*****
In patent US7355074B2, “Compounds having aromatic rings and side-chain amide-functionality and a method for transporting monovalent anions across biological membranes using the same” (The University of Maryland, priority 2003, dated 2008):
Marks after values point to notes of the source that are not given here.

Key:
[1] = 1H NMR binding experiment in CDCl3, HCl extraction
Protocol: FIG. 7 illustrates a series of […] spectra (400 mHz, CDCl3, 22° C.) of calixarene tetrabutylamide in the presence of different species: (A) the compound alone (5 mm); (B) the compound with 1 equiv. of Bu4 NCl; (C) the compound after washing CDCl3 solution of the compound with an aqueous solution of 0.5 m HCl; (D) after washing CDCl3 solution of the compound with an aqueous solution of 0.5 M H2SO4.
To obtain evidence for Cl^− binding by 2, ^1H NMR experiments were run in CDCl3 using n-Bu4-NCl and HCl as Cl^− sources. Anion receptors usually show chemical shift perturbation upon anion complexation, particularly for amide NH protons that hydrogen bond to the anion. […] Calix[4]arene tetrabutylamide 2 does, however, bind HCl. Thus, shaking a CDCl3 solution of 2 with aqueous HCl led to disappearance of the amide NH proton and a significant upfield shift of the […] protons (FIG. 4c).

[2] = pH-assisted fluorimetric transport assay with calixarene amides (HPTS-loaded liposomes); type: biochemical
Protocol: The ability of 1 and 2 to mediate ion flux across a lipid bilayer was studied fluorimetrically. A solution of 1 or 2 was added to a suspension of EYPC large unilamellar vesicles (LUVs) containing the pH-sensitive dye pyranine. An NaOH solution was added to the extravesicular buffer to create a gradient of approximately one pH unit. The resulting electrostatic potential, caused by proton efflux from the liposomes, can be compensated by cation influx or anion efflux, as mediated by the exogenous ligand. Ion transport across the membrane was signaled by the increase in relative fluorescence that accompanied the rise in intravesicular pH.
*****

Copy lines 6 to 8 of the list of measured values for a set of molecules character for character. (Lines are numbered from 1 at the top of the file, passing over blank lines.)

To obtain evidence for Cl^− binding by 2, ^1H NMR experiments were run in CDCl3 using n-Bu4-NCl and HCl as Cl^− sources. Anion receptors usually show chemical shift perturbation upon anion complexation, particularly for amide NH protons that hydrogen bond to the anion. […] Calix[4]arene tetrabutylamide 2 does, however, bind HCl. Thus, shaking a CDCl3 solution of 2 with aqueous HCl led to disappearance of the amide NH proton and a significant upfield shift of the […] protons (FIG. 4c).

[2] = pH-assisted fluorimetric transport assay with calixarene amides (HPTS-loaded liposomes); type: biochemical
Protocol: The ability of 1 and 2 to mediate ion flux across a lipid bilayer was studied fluorimetrically. A solution of 1 or 2 was added to a suspension of EYPC large unilamellar vesicles (LUVs) containing the pH-sensitive dye pyranine. An NaOH solution was added to the extravesicular buffer to create a gradient of approximately one pH unit. The resulting electrostatic potential, caused by proton efflux from the liposomes, can be compensated by cation influx or anion efflux, as mediated by the exogenous ligand. Ion transport across the membrane was signaled by the increase in relative fluorescence that accompanied the rise in intravesicular pH.